Meteorites

Category: Exhibitions

Exhibition Summary

Included with Basic admission

All ages

Included with Basic admission

All ages

About the Exhibit

Even the smallest fragments from space tell a big story.

The mysteries of space often leave us with more questions than answers, but meteorites can actually tell us a lot about the history of our solar system.

This exhibition, located in the Grainger Gallery on the upper level, offers fascinating insight into where these objects came from and what they’re made of. Meteorites can contain minerals that are older than the sun and the planets, and they help to give us an idea of Earth's geological makeup when it first formed.

The exhibition includes a fragment of the 2013 Chelyabinsk meteor, which landed in Russia in a flash of brilliant light and instantly went viral online. This selection of meteorites is a small sampling from our vast collection, which scientists continue to study behind the scenes in the Robert A. Pritzker Center for Meteoritics and Polar Studies.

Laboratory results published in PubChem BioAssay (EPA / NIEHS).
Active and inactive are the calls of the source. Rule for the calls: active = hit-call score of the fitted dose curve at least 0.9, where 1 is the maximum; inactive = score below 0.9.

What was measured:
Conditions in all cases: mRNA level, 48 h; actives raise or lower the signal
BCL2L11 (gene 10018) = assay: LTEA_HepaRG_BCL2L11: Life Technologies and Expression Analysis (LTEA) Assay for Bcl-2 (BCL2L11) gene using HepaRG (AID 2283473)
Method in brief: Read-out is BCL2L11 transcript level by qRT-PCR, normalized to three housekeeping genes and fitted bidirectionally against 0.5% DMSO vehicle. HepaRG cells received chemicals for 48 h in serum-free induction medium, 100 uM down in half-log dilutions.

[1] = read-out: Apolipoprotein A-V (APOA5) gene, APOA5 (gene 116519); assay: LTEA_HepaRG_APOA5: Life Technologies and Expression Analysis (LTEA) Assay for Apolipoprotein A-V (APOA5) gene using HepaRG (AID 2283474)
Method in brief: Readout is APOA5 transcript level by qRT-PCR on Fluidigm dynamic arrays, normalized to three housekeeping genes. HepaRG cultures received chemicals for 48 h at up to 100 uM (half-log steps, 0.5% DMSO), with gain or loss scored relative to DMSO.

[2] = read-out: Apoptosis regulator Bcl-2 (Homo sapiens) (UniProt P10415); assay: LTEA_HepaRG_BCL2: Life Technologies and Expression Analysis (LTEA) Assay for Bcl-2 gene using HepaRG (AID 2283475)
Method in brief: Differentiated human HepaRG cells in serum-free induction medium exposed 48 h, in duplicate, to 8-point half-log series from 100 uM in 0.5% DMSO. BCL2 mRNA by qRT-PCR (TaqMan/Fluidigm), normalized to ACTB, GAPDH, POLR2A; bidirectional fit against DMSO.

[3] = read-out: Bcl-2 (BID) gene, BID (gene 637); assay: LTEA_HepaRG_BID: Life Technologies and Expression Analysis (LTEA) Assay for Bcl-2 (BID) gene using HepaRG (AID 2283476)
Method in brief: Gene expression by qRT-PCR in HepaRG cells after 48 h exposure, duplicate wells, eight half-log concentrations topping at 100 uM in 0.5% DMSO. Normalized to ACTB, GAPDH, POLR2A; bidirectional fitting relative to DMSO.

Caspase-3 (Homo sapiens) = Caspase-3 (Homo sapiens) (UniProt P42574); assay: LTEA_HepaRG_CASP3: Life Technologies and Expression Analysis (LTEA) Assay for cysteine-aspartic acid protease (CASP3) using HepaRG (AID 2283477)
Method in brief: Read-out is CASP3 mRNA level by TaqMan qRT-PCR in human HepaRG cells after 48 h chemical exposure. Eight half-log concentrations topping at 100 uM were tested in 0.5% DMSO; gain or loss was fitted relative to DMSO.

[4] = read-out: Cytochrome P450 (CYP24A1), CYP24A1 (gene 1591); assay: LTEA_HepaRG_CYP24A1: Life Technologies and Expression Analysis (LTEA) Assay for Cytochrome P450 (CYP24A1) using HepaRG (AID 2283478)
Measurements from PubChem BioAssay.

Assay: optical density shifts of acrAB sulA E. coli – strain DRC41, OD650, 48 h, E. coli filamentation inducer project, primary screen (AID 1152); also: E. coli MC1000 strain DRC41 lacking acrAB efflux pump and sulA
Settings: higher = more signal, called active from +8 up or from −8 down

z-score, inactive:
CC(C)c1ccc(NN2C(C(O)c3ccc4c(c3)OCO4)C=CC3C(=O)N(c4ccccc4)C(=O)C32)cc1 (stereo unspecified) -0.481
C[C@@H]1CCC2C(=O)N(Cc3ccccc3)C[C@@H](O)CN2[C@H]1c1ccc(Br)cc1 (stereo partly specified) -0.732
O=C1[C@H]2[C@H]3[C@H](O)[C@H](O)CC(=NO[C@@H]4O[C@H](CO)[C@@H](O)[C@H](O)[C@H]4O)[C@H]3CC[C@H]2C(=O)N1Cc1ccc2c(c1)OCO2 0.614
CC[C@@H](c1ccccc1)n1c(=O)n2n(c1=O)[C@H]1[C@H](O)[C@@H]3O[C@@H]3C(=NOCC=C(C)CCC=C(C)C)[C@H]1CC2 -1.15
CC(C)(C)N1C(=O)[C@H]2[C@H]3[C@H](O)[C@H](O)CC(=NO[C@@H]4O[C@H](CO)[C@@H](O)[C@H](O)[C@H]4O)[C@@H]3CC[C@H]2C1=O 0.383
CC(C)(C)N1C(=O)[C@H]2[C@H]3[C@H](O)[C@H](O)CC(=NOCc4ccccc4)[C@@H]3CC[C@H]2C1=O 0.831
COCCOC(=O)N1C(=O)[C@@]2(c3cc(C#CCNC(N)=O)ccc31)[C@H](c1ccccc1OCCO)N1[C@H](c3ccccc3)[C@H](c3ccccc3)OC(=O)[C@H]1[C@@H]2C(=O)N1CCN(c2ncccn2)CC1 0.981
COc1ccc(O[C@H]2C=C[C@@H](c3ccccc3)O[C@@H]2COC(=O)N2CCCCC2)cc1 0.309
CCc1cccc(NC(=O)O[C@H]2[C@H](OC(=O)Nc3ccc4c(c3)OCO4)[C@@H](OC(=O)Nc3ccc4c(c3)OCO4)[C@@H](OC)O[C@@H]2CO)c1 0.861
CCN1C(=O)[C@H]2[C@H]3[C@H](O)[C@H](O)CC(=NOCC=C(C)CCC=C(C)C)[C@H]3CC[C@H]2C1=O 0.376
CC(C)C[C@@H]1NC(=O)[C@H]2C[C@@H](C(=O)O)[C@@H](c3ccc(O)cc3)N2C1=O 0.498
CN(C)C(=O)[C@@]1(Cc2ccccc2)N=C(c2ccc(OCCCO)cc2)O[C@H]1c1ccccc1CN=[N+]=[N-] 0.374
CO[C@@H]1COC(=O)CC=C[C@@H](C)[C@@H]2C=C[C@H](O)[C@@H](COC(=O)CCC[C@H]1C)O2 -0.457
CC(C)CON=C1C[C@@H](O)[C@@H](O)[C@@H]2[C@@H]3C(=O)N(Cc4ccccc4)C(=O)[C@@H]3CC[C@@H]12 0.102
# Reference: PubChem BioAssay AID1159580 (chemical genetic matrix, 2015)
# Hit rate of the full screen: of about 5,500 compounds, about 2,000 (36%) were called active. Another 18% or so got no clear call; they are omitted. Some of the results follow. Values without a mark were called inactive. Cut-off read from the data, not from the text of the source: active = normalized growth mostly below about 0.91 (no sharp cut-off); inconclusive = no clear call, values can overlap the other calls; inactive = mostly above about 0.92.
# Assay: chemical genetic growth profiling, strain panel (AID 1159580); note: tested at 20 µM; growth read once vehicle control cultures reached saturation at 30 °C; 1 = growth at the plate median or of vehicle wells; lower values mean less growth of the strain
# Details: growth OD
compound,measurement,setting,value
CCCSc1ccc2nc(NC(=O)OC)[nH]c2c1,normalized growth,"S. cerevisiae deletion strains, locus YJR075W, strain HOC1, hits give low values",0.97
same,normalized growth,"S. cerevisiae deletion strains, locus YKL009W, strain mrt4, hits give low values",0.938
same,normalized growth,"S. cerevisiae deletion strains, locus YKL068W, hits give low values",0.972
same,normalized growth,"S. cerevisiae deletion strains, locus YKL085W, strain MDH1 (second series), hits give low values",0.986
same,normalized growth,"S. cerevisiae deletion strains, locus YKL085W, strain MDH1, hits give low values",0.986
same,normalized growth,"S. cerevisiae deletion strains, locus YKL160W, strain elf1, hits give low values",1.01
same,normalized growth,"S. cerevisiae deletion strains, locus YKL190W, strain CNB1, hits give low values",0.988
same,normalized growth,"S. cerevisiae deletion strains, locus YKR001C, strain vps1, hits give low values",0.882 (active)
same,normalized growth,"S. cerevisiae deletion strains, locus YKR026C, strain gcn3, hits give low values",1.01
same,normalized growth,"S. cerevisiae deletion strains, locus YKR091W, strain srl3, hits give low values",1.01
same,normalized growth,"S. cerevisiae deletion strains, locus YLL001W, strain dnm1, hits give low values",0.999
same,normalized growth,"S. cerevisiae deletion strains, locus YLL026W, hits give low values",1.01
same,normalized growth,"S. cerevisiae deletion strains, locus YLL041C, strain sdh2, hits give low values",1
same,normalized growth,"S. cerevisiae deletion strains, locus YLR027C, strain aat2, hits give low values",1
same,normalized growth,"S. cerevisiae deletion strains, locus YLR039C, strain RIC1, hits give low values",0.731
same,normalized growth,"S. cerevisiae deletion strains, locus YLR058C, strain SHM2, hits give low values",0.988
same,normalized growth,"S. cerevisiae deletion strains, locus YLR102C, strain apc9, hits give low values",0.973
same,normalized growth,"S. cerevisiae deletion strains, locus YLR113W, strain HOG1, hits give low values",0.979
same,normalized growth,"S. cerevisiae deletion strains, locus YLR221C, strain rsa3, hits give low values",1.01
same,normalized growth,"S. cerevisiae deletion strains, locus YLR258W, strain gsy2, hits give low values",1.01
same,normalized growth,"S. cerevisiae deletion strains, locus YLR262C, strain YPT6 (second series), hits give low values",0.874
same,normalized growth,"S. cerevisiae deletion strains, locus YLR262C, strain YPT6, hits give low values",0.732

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On February 15, 2013, the Chelyabinsk meteor exploded over Russia. The meteor, the largest to enter Earth’s atmosphere in more than a century, was estimated to weigh about 20 million pounds before it exploded.

Fragment courtesy of the Boudreaux family

This fossilized meteorite is debris from a violent collision in the Asteroid Belt more than 465 million years ago. Its journey landed it in an ancient sea, where it became a fossil, and was later found in 1996 in Sweden.

Specimen courtesy of Mario Tassinari

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